“Broken Man” Flies Stolen Horizon Airlines Plane Over Puget Sound

“Broken Man” Flies Stolen Horizon Airlines Plane Over Puget Sound

“Broken Man” Flies Stolen Horizon Airlines Plane Over Puget Sound

After living on air stations for years, I would say that I am a bit unfazed by the sound jet noise. So when I heard a loud noise coming from the skies last night, I chalked it all up to a long and bizarre work week, fatigue and Joint Base Lewis-McChord which is about 15 minutes from our home.

Falling sound asleep at around 9:30pm, I was awakened with a message from my husband who was due to arrive at SeaTac at around 10:00pm. The photo he sent was a communication from the aircraft communications addressing and reporting system (ACARS). Since he’s always sending me crazy names of approaches and stuff that pilots find funny, I didn’t pay much mind to it but looked closer when I saw the message about a popular approach being closed off and F-15s being scrambled and it woke me out of a dead sleep. Then came the news stories and the videos.

The individual who stole the airplane for a joyride in a possible suicide attempt was referred to a “Rick” or “Rich” by air traffic controllers at SeaTac Airport. The worker, a ground service agent for Alaska Airlines’ regional partner, Horizon Airlines, took to the cockpit with a take off time of 7:32pm and communicated with ATC tower whilst circling around Mt. Rainier and The Olympic Peninsula before crashing into Ketron Island, a smaller island in the South Puget Sound region.

“Rich”: …Some gas to go check out the Olympics and errr, yeah.

Air traffic controller (ATC): Ok and Rich, do you know, are you able to tell what altitude you are at?

“Rich”: Yeah that’s all mumbo… I have no idea what all that means, I wouldn’t know how to punch it in. I’m off autopilot.

And the admission and motivation behind it all:

“…just a broken guy. A few screws loose…just now realizing it.”

The Horizon ground agent claimed to learn to pilot an airplane through “experience with video games” and while there is no “key” for the Q-400 (aka Dash 8) aircraft, there is a YouTube tutorial that explains in detail how to get the aircraft up-and-running.

There are many questions as to the how a ground agent was able to gain access to the aircraft and there is little known at this time about witnesses on the ground. Those details will come. This investigation will perhaps prompt tighter security on the maintenance side of the airport where grounds and maintenance agents need to have more access to these aircraft.

There are also the questions as to why. Why would a man steal an airplane, fly it like he stole it and crash it? I think the answer is simple. He was a broken guy, he had a few screws loose. I’ve seen a lot of activity today blaming the airline for not having enough “security measures” in place to prevent this from happening. I’m sure there are people who complained whilst sitting on the runway, waiting to get to their gate and get off their flight (or take off) about the delays in and out of SeaTac last night. I’m sure some of them got crabby with the flight crew, too. I am not going to lie that the thought crossed my mind about this “broken guy with a few screws loose” and his reckless behavior in regard to my very own husband being up in a 737 on approach into SeaTac last night. I am not going to lie that I am thankful and happy today that he came home to us safely-even if it was at 1:30 in the morning. I always send him off with an “I love you” and a “fly safe”. I’ve done it for years and will continue to do so.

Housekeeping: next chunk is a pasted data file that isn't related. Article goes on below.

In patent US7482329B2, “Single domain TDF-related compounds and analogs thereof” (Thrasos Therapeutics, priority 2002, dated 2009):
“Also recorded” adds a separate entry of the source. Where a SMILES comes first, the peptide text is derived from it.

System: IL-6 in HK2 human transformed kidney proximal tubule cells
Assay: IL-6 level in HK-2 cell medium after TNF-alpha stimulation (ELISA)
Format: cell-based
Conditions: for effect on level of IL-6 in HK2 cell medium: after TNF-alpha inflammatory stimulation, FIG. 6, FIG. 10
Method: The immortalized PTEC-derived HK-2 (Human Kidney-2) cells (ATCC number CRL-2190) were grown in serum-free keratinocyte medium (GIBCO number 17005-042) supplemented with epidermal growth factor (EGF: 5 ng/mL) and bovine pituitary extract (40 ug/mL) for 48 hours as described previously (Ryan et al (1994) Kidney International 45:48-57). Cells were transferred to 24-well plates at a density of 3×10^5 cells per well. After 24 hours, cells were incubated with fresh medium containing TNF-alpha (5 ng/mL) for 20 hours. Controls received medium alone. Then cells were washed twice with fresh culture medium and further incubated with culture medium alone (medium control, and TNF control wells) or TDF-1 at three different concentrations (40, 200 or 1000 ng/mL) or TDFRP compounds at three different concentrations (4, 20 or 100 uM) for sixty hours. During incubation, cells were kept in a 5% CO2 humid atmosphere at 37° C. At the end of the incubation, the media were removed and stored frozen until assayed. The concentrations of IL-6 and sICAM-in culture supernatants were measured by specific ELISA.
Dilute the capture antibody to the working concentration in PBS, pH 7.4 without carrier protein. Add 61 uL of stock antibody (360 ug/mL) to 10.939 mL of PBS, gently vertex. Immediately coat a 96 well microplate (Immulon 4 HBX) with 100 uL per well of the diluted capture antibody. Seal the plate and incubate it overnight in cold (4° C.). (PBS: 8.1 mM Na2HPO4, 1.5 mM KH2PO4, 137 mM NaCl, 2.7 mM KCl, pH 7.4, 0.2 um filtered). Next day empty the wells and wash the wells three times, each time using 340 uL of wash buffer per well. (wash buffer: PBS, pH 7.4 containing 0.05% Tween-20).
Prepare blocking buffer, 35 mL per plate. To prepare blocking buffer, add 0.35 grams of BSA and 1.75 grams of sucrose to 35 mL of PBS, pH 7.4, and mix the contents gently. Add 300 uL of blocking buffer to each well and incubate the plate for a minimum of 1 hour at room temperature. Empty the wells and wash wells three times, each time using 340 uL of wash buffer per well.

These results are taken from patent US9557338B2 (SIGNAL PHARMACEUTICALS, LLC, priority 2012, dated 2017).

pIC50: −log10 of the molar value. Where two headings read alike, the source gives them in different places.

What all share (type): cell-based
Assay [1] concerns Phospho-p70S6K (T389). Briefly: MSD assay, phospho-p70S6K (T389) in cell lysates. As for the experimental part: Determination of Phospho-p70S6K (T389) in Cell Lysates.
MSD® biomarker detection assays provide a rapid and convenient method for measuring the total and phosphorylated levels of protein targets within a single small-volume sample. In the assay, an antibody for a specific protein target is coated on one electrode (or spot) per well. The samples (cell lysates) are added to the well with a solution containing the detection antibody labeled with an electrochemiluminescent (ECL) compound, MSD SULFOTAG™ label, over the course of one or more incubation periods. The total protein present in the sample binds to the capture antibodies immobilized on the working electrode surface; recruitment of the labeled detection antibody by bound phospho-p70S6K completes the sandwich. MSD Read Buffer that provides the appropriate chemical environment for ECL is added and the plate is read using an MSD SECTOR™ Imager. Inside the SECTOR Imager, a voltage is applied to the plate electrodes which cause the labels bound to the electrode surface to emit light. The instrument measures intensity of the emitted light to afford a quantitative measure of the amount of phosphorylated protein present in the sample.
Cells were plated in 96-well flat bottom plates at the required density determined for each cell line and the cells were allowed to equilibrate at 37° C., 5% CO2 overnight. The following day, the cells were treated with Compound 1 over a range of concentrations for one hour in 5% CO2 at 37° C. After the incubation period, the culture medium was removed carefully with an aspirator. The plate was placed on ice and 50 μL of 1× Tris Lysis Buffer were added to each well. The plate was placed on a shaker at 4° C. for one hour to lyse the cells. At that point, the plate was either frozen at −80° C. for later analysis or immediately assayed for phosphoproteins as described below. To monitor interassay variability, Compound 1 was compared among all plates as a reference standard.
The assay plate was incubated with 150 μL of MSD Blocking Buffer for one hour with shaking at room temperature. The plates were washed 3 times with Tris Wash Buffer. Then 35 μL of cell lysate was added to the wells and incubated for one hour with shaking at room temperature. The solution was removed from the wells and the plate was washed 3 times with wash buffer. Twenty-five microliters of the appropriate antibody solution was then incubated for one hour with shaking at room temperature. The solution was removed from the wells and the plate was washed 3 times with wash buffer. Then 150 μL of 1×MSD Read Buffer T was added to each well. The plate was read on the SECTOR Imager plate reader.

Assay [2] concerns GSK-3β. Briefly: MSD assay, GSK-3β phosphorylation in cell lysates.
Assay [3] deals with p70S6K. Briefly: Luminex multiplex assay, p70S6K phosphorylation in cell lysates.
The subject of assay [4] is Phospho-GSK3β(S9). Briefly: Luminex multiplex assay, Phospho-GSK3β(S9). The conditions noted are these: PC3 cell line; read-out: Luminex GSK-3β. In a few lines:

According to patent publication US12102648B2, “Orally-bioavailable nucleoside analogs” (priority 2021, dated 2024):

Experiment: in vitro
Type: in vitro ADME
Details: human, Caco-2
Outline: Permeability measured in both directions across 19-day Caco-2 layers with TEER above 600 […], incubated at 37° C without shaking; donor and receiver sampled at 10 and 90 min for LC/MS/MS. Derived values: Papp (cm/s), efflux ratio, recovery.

The positive in this story is that “Rich” the ground agent did not harm any innocent souls on the blue highway. His manic messages indicated that he was intending to go down in a loud, barrel-rolling blaze of glory. The loud jet noise we heard last night, the flames and the broken aircraft pieces on Ketron Island were sadly the product of the haunting silence of mental illness and depression.

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  • GWB says:

    Lisa, you doubled up on that first quote. Not sure what was supposed to be in the second one.

  • GWB says:

    And, yes, the whole thing is a shame. Wish someone had caught him before he got the plane going. He needed help.
    Instead, he threw away a perfectly good airplane along with his own life (along with scaring a lot of people).

  • Leslie Silk says:

    Don’t jump to conclusions about him being depressed and suicidal. While this incident ended in the death of Richard Russell, we do not know if the plane were shot down by military who were in pursuit, if he attempted to land on Ketron, if he ran out of fuel and crashed, etc. The jumpers on 911 were not suicidal yet they were forced to choose to end their lives. This may be a similar situation in that regard. We have no right to label his demise as suicidal as fact.

    • GWB says:

      Suicidal is the description of his attitude while speaking to air traffic control. So I think it’s apt.

      There’s nowhere to land on Ketron based on what I’ve heard. “It’s only reachable by ferry” was in the first reports I read. On top of which, he didn’t seem to know how to land.
      I’m going to doubt that he was shot down because he didn’t seem to be heading anywhere he might have made an impact. (Sorry about that word, no pun intended.) And the military officers who make up the chain of command that would give the “shoot” order are loathe to be the first ones to have their name attached to shooting down a civilian aircraft.

      Skepticism is fine. But don’t let it obscure actual facts.

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